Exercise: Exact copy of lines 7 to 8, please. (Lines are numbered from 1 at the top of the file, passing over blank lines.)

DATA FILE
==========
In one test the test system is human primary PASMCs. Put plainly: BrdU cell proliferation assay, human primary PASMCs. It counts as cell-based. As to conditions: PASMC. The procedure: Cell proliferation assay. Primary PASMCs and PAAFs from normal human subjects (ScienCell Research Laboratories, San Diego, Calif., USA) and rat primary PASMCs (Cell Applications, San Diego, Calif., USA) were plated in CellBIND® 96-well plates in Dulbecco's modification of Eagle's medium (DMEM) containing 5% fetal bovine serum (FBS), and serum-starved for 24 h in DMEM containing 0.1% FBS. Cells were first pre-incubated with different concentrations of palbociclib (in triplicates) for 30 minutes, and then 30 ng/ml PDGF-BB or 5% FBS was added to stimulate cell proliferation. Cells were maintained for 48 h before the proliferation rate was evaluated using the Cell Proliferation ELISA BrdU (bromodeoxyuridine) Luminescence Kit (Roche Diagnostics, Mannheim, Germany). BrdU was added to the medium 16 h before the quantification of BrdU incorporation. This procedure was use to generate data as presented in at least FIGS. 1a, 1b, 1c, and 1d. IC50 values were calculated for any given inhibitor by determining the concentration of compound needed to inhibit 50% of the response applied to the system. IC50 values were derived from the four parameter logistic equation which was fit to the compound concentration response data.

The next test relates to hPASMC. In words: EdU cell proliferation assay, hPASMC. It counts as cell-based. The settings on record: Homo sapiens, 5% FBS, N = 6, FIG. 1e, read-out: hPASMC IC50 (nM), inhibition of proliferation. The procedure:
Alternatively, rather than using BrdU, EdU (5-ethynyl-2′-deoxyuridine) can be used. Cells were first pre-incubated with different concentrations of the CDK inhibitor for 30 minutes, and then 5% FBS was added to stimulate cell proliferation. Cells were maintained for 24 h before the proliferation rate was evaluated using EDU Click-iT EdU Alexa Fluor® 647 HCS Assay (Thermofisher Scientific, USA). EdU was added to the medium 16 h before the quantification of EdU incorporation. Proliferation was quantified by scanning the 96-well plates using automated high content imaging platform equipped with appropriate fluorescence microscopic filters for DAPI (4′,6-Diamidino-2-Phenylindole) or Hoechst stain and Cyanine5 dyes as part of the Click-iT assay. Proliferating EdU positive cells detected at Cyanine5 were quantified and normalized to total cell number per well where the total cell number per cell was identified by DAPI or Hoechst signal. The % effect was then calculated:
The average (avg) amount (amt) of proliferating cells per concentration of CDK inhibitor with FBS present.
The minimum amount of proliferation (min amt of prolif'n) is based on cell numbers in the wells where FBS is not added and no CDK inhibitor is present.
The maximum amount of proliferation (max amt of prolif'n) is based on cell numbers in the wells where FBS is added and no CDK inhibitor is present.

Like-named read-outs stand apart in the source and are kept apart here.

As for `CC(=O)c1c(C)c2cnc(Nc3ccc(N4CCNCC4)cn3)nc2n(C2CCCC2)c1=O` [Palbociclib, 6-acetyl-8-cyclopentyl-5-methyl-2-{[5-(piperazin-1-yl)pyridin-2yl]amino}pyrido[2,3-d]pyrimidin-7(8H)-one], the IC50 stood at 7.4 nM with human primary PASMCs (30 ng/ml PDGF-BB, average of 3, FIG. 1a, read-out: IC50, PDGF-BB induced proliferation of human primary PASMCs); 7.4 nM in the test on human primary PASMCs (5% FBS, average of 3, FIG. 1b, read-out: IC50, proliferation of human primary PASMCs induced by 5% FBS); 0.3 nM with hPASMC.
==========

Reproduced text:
Like-named read-outs stand apart in the source and are kept apart here.

As for `CC(=O)c1c(C)c2cnc(Nc3ccc(N4CCNCC4)cn3)nc2n(C2CCCC2)c1=O` [Palbociclib, 6-acetyl-8-cyclopentyl-5-methyl-2-{[5-(piperazin-1-yl)pyridin-2yl]amino}pyrido[2,3-d]pyrimidin-7(8H)-one], the IC50 stood at 7.4 nM with human primary PASMCs (30 ng/ml PDGF-BB, average of 3, FIG. 1a, read-out: IC50, PDGF-BB induced proliferation of human primary PASMCs); 7.4 nM in the test on human primary PASMCs (5% FBS, average of 3, FIG. 1b, read-out: IC50, proliferation of human primary PASMCs induced by 5% FBS); 0.3 nM with hPASMC.